Obviously, no one sees this as insider trading. Must be missing something here..

  6. WolfStreet - Could not agree with you more, it is not that it is happening, but that it is brushed off so easily.

    They are stealing and so are HFT Rock has laid HFT out in detail many times and if someone like him, who has no "Hands On" knowledge or special training in spotting fraud can clearly explain how and why it is wrong, than why doesn't the SEC actually do something about it.

    Again, it is not that people are trying to cheat the system, that is human nature that happens, it is the fact that the people put in charge of making sure the cheating gets stopped, do not do their jobs.

    Teachers know kids are going to try and cheat on an exam, they probably have a good idea of who to suspect too and if they get caught they should be punished - Not rewarded.


  7. @Mutt:

    The problem with HFTs is they are being used (by whom, you might ask) to limit big market moves. Yesterday, (friday) at 9:57 or so, there was a huge (and I mean huge) volume of buys over 800 stocks, at the same instant. These orders were used to stop a low-volume fall of the market. Take a look at the SPY with volume at this time.

    If you're really interested, see I subscribed for a couple months, but it didn't tell me anything I couldn't see by looking at the volume bars and when they peak well beyond average, the bots are acting in unison. At somebody's direction (I wonder who).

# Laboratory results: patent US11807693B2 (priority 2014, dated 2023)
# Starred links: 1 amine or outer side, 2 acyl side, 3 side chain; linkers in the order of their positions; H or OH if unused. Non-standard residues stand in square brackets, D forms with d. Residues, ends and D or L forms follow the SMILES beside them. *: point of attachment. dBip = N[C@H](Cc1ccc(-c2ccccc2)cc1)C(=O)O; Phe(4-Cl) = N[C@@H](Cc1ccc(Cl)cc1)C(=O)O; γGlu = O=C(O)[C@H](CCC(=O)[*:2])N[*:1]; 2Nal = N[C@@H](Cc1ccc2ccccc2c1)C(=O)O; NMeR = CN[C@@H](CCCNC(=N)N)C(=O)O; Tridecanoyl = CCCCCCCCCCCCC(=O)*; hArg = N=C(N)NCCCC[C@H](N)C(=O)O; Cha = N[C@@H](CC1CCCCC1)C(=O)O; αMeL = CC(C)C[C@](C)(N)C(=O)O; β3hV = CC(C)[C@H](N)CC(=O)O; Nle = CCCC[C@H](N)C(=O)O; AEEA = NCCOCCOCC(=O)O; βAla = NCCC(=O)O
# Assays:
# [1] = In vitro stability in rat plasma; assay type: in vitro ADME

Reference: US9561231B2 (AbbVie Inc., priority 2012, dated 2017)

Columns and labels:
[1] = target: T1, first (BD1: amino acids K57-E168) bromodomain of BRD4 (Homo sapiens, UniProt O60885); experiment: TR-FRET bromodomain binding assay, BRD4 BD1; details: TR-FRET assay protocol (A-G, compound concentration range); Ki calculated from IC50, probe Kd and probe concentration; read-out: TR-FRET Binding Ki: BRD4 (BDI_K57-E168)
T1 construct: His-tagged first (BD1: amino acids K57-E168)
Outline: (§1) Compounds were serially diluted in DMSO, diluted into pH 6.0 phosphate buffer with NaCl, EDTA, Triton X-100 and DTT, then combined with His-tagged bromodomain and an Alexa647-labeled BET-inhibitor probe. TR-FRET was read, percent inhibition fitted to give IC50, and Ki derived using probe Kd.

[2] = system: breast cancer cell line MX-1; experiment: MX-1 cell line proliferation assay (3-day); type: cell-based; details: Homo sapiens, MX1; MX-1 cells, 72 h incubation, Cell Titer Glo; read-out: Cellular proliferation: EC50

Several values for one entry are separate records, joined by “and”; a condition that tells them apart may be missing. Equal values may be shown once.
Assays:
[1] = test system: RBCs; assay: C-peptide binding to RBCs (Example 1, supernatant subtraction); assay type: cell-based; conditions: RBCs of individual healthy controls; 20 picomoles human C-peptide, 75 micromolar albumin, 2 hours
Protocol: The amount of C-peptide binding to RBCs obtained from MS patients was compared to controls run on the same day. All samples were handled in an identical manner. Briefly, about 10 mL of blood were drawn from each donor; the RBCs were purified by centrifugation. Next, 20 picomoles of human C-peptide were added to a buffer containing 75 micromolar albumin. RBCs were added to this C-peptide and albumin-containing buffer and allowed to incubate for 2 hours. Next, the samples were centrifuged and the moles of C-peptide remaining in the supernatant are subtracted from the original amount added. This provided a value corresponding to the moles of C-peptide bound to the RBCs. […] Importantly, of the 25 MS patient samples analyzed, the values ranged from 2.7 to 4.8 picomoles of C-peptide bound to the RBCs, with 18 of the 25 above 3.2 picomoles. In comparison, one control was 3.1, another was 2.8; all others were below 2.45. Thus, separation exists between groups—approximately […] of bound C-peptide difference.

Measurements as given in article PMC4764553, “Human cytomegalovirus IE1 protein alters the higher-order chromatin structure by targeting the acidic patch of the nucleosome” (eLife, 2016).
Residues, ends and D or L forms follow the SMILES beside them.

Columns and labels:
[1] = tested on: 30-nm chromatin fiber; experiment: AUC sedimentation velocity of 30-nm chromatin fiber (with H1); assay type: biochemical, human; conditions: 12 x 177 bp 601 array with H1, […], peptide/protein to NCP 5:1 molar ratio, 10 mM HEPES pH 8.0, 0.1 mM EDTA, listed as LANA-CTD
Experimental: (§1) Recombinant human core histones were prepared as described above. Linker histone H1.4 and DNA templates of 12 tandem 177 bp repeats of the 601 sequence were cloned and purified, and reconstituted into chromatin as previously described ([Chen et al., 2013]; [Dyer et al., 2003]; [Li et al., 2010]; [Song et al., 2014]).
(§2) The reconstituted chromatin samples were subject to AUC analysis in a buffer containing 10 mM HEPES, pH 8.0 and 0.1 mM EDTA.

So without the HFT's manipulation of the market at 9:57, it may be we'd have finished the day a lot lower than we did.

    Is this manipulation good? or bad? I dunno.

    Is it unfair to investors? I dunno.

    Is keeping the market up artificially bad for our and the world's economy bad? I dunno.

    Do investors pay for it? Yes. I know that. Investors pay a tiny amount on each transaction. And most don't even know it because their "market" orders get filled at basically where they expect them to be filled.

    It may be better to figure out how to keep "I wonder who" out of the market.

  8. So here's why Rock hasn't been doing well:

    They explain exactly how HFT's are falsifying price and volume.

  9. Gotta Break EventuallyMarch 26, 2012 at 8:58 AM

    Rock - Thanks for the above link, I will take a read of it.